• 24. The permafrost is beginning to thaw Zimov et al., 2006. Science. 312:1612-1613
  • 25. Science has unambiguously shown that we are altering the destiny of our planet. The consequences of what we are doing today will not be fully realized for at least a hundred years. What will be our legacy to our children and grandchildren? The message Denial will not change our destiny.
  • 26. Our message is not one of doom and gloom, but of optimism and opportunity. Science and Technology has given us solutions in the past. With the right government policies, it will come to our aid in the future.
  • 27. World Production of Grain (1961 – 2004) The invention and industrial The Population production of ammonia Bomb (1968) synthesis by Haber and Bosch made possible artificial fertilizers. Norman Borlaug 2005: 1960: Population = 3 B awarded Nobel Population = 6.5 B Prize Source: Food and Agriculture Organization (FAO), United Nations
  • 28. China’s Energy Intensity Compared to the U.S. Comparison is based on current market exchange rates and  thus not reflective of physical energy intensities Source: Asia Society, 2008. Common Challenge, Collaborative Response: A Roadmap for U.S.‐China Cooperation on Energy  and Climate Change. http://www.asiasociety.org/taskforces/climateroadmap/US_China_Roadmap_on_Climate_Change.pdf 29
  • 29. In 2005, China Adopted an  Energy Intensity Reduction Target • November 2005: Premier Wen Jiabao at the Plenary of  the Communist Party: “Energy use per unit of GDP must  be reduced by 20% from 2006 to 2010” • March 2006: Statement reiterated by the National  Peoples Congress • China’s 11th Five Year Plan (2006‐2010): outlined goal of  reducing energy consumption per unit of GDP by 20%  between 2006 and 2010  • Depending upon the GDP growth rate  ‐ 2010 energy − 5‐year savings of about 700 Mtce (19.5 Quads) 30
  • 30. Key Energy-Efficiency Policies and Programs Energy Policies Date Effective Fuel Consumption Limits For Passenger Cars 2004 Medium and Long-Term Plan for Energy Conservation 2005 Renewable Energy Law 2005 Government Procurement Program 2005 National Energy Efficient Design Standard for Public Buildings 2005 Eleventh Five-Year Plan 2006 The State Council Decision on Strengthening Energy Conservation 2006 Revised Consumption Tax for Larger, Energy-Inefficient Vehicles 2006 Reduced Export Tax Rebates for Many Low-Value-Added But High Energy- Consuming Products 2006 Top-1000 Energy-Consuming Enterprise Program 2006 "Green Purchasing" Program 2006 Revision of Energy Conservation Law 2007 Allocation of Funding on Energy Efficiency and Pollution Abatement 2007 China Energy Technology Policy Outline 2006 2007 Government Procurement Program 2007 National Phase III Vehicle Emission Standards 2007 Interim Administrative Method for Incentive Funds for Heating and Metering and Energy Efficiency Retrofit for Existing Residential Buildings in China's Northern Heating Area 2007 Law on Corporate Income Tax (preferential tax treatment for investment in energy-saving and environmentally-friendly projects and equipment) 2008 Allocation of Funding on Energy Efficiency and Pollution Abatement 2008 31 Appliance Standards and Labeling Various Years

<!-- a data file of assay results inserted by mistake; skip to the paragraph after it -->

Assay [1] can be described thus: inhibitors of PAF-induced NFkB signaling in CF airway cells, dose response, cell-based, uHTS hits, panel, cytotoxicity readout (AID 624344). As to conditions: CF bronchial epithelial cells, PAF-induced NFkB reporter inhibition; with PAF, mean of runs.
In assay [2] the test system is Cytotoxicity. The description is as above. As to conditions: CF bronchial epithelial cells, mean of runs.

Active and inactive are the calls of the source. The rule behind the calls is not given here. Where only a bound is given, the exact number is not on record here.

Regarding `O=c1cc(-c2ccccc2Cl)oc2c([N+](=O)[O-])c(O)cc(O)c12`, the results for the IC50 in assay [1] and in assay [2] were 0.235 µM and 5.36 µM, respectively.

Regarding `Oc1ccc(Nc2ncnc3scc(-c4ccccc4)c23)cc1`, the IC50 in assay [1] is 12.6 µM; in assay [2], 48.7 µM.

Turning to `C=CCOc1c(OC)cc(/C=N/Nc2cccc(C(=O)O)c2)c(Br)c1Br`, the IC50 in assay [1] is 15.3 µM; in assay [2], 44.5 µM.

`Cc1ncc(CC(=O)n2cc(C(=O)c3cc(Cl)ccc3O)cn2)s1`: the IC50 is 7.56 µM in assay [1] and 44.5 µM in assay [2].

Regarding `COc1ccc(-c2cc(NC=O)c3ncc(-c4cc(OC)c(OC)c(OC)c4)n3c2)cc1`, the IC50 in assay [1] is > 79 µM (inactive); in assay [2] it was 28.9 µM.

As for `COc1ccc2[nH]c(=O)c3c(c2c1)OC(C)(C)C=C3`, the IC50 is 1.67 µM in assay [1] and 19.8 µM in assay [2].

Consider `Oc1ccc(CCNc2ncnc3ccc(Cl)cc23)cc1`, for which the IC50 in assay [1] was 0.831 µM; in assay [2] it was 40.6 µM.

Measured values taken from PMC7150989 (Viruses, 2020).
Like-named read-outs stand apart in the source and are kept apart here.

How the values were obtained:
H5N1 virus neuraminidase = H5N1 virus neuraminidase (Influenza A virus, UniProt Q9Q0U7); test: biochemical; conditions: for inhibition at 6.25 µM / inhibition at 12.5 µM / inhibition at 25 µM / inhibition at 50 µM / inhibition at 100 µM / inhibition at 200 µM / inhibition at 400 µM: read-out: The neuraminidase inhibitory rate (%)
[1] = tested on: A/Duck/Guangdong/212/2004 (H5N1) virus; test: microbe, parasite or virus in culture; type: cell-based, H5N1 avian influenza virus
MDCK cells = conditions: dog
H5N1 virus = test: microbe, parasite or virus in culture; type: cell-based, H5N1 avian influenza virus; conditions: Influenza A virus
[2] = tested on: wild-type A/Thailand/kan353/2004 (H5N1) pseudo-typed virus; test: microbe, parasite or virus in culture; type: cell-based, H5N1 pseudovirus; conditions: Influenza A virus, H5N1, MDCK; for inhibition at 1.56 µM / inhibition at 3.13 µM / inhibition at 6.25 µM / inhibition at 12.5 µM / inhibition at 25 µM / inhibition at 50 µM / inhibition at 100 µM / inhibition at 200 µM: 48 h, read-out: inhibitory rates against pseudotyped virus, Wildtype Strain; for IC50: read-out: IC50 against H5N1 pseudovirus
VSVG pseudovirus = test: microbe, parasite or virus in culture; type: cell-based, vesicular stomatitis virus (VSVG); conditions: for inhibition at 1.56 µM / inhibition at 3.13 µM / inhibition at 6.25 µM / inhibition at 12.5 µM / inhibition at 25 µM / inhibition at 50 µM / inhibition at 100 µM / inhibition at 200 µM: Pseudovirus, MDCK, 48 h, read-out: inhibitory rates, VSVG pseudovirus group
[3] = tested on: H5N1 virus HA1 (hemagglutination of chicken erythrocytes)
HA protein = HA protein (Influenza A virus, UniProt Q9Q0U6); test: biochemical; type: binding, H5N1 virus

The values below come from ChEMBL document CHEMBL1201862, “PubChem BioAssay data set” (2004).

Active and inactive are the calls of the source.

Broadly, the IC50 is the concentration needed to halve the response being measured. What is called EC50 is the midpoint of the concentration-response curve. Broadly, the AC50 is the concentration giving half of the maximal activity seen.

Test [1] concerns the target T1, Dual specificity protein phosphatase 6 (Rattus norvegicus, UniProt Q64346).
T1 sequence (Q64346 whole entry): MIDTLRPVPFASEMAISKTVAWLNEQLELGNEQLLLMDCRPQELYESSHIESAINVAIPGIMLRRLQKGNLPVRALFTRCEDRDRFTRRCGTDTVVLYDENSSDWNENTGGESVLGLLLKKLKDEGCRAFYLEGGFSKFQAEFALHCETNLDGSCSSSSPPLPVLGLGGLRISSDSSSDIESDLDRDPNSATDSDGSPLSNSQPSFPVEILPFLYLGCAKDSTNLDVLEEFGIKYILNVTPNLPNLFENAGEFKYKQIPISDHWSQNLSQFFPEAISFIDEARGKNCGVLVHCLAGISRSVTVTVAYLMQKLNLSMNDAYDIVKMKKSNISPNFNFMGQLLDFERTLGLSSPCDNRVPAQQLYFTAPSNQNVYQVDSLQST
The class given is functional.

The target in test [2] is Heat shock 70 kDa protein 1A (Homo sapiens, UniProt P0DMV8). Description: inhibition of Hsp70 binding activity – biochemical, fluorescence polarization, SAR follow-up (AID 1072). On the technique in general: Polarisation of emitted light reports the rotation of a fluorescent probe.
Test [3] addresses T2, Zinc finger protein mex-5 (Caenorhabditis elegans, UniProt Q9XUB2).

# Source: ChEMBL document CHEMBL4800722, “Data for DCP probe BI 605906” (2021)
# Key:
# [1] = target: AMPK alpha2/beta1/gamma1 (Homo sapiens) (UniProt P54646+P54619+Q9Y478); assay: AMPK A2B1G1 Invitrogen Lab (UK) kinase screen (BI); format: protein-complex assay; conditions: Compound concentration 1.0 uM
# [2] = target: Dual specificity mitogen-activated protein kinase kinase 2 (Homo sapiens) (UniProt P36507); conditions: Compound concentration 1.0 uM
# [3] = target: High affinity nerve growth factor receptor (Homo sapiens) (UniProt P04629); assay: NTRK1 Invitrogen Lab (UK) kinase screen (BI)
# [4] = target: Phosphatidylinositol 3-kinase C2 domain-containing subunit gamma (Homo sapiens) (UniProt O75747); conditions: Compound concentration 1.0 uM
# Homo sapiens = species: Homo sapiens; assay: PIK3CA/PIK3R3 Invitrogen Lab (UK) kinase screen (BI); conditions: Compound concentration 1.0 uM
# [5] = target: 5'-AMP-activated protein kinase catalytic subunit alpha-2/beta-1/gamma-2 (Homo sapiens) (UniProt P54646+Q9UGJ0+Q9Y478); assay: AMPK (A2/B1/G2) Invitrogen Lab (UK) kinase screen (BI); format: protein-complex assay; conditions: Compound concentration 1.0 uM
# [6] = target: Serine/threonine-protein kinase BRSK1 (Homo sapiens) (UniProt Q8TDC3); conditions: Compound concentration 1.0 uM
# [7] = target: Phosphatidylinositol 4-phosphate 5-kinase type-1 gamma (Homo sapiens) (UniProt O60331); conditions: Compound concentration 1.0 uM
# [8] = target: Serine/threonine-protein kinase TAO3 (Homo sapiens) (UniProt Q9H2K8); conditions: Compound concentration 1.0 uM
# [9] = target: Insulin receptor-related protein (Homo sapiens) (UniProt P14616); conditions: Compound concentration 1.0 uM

• 31. Ten Key Projects Project Expected Annual Savings Energy efficiency and conservation in buildings  100 Mtce (2.8 Quads) Oil conservation and substitution  38 Mt of oil = 54.3 Mtce (1.5 Quads) Renovation of coal‐fired industrial boilers  50 Mtce (1.4 Quads) District level combined heat and power projects  35 Mtce (1 Quad) Energy‐efficient lighting  29 TWh = 3.56 Mtce (0.1 Quads) Motor system energy efficiency  20 TWh = 2.46 Mtce (0.07 Quads) Waste heat and pressure utilization  1.35 Mtce (0.04 Quads) Energy systems optimization  Not specified Government procurement of energy efficiency products  Not specified Monitoring and evaluation systems  Not specified Total >250 Mtce (6.9 Quads) 32
  • 32. Reducing Energy Use in the Industrial Sector • China’s national‐level government  established the Top‐1000 Energy‐ Consuming Enterprises Program • Provincial and local governments  signed agreements with about  100,000 smaller companies • All companies using more than a  certain threshold level of energy  annually agreed to develop energy  conservation targets and action  plans 33
  • 33. Energy Use in China: Recent Trends 4,500 4,000 kg coal equivalent/10,000 (2000) RMB 1980‐2002: 3,500 Average Annual Decline of 3,000 5% per year 2,500 2005‐2006: 1.79% decrease 2,000 2006‐2007: 1,500 4.04% decrease 1,000 2007‐2008: 2002‐2005: Average Annual Increase of 4.59% decrease 500 2% per year 0 1980 1985 1990 1995 2000 2005 34 Source: National Bureau of Statistics, China Statistical Abstract, various years.
  • 34. President Obama and U.S. Congress Historic investments in energy efficiency, renewable energy, and transmission Doubling federal investment in science The House of Representatives has passed energy and climate change legislation that places a cap on carbon emissions that will reduce carbon emissions by more than 80% by 2050
  • 35. “To protect our planet, now is the time to change the way that we use energy. Together, we must confront climate change by ending the world's dependence on fossil fuels, by tapping the power of new sources of energy like the wind and sun, and calling upon all nations to do their part. And I pledge to you that, in this global effort, the United States is now ready to lead.” President Barack Obama Prague, Czech Republic 5 April, 2009